Always winning a lot of support for his weekly articles, Tim Bowen returns to lead us through collocates of the connected verbs win, earn and gain.
The verbs win, earn and gain have broadly similar meanings related to getting or achieving something. Where these verbs clearly differ, however, is in the nouns or noun phrases they collocate with.
You can win a sporting event (a match, a race, a game) or a competition (e.g. the lottery), and for this achievement you might win a cup, a medal or a prize. British sportsmen and women who represent their country in international matches in football, rugby or cricket win a cap. Away from the world of sport, you can also win a contract, win the right to do something or win support or approval, as in ‘The bill is winning a lot of support from farmers’.
Apart from earning money or earning a salary, you might also need to earn your keep (by working for the people you live with) and, in order to pay for everything you need, you will need to earn a living. If you are unfortunate enough to have a hand-to-mouth existence, you probably earn a crust whenever the opportunity arises (earn just enough money to live on), as in ‘I’ve been an actor for years, earning a crust wherever I can ‘.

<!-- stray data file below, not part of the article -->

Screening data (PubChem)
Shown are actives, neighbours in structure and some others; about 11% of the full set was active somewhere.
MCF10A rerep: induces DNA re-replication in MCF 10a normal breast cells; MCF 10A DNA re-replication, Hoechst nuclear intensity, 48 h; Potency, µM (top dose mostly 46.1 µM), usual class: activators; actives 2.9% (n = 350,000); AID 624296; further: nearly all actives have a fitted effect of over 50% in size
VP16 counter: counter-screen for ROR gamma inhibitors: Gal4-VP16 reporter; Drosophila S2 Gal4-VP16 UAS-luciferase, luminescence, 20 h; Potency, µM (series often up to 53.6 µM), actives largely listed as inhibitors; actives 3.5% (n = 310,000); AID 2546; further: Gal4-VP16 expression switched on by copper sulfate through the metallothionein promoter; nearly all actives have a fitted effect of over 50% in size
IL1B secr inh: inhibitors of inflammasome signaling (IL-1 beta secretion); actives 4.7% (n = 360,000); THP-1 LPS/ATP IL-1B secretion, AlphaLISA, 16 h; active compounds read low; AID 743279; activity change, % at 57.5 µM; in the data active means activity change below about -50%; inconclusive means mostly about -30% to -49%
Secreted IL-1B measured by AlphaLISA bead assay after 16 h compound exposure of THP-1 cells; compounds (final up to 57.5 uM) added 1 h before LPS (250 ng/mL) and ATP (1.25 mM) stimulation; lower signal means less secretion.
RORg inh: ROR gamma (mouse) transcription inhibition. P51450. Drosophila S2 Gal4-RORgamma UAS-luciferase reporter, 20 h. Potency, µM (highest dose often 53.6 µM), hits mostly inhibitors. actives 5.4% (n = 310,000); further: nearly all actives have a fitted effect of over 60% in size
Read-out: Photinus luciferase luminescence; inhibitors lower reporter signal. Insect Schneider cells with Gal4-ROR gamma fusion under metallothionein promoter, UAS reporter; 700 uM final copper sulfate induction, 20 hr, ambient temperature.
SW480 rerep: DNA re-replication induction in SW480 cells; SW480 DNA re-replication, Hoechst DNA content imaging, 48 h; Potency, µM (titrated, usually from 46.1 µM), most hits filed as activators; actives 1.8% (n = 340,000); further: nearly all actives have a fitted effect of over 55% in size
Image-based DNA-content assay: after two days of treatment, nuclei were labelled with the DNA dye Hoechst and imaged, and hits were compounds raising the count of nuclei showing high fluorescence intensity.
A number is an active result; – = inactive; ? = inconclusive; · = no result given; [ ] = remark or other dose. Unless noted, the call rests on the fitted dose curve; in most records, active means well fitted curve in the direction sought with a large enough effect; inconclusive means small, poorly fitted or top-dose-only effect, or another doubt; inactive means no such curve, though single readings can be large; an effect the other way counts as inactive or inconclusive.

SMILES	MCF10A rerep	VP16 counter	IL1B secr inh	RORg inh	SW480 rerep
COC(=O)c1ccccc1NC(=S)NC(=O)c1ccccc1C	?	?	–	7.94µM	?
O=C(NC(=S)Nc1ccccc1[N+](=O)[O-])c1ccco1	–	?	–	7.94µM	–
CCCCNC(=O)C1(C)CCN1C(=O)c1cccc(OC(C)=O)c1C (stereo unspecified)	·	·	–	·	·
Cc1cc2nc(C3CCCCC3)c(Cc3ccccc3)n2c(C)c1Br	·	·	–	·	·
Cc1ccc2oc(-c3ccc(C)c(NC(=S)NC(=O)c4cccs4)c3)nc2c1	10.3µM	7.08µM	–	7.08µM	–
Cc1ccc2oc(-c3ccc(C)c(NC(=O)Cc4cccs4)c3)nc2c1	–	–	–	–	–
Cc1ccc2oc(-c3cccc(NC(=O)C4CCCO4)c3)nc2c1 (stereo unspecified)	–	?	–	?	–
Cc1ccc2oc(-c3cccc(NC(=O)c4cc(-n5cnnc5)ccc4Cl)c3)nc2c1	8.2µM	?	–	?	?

You can gain weight, speed or momentum, as in 'The toboggan sped down the hill, gaining momentum'. You can also gain an advantage, as in 'Some people try to gain an advantage by using their personal contacts'. Gain also goes with nouns such as access, admission and entry, as in ‘He gained entry to the building using a fake pass’. Other nouns frequently used with gain include experience, acceptance, ground and time.
However, at least one noun collocates with all three verbs. You can earn respect, gain respect or win respect, all of which involving getting respect as a result of your efforts or your behaviour.
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